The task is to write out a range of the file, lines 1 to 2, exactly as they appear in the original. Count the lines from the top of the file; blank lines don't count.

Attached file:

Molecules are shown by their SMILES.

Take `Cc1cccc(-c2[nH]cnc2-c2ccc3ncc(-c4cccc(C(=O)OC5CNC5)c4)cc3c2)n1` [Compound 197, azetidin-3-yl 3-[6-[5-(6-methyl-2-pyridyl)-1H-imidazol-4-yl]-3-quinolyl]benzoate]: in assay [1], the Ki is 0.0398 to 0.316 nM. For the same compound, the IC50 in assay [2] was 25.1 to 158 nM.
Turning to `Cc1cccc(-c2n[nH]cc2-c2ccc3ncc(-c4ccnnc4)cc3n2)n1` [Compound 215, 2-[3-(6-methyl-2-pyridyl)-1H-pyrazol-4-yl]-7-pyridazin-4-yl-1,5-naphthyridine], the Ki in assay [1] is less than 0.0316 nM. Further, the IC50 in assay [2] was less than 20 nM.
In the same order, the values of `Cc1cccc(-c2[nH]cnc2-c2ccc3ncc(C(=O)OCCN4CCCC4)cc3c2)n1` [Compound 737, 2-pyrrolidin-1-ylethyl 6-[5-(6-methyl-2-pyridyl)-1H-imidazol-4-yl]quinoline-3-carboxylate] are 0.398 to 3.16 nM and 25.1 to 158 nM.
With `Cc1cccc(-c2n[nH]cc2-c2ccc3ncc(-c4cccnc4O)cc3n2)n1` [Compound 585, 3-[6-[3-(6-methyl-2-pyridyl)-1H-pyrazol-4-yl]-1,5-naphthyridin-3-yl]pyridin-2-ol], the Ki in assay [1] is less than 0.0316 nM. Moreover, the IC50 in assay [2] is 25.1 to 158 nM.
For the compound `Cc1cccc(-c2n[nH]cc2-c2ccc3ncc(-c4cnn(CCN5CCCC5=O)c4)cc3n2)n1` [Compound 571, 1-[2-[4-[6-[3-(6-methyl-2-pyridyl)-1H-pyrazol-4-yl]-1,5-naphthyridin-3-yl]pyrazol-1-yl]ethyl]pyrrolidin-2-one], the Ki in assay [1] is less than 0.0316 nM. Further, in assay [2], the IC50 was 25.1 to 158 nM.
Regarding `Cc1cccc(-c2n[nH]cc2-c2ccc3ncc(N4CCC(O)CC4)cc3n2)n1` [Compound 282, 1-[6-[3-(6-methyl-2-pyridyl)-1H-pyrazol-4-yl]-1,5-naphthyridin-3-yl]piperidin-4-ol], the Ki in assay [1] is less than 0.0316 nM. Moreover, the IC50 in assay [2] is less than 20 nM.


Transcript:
Molecules are shown by their SMILES.

Take `Cc1cccc(-c2[nH]cnc2-c2ccc3ncc(-c4cccc(C(=O)OC5CNC5)c4)cc3c2)n1` [Compound 197, azetidin-3-yl 3-[6-[5-(6-methyl-2-pyridyl)-1H-imidazol-4-yl]-3-quinolyl]benzoate]: in assay [1], the Ki is 0.0398 to 0.316 nM. For the same compound, the IC50 in assay [2] was 25.1 to 158 nM.